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Imagine two particles -- whose paths I would like to describe as functions $a(t)$ and $b(t)$ -- that travel (for $0 \leq t \leq 1$) in a straight line directly towards each other, say, along the x axis in 3-space, approaching the origin. Then, at time, say, $0 < t_1 < 1$, they encounter a sphere of diameter $d$, centered at the origin, at which point the particles move about the surface of the sphere via a "3-dimensional sine-wave", like a corkscrew, always maintaining a distance $d$ from each other as the travel around the sphere. Finally, at time $t_2 \in (t_1, 1)$, they arrive at the x-axis on the opposite pole of the sphere from which they entered, and exit the sphere travelling along the x-axis, continuing along their original straight line course until $t = 1$.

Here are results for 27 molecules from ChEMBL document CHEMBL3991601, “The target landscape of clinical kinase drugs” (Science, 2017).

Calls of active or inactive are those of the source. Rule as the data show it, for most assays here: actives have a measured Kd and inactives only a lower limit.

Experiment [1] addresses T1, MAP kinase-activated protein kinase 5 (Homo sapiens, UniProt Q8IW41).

Question: Could someone please help me write down the functions $a(t)$ and $b(t)$ that describe the motion of these two particles?

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Your question is not precise enough to admit a definitive answer, but if this is what you had in mind, write me and I'll explain. Alternatively, post to the more appropriate forum Math StackExchange.
      Curves on sphere

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Close, but I mean a full twist of the helix all the way around the sphere. (More twist.) What can I say to be more precise? And thank you for the link to Math StackExchange. I did not know it existed. I apologize if I posted it incorrectly. Finally, can you provide a JPG or GIF of the equations themselves? –  T.A. Zenaide Feb 24 '12 at 23:22

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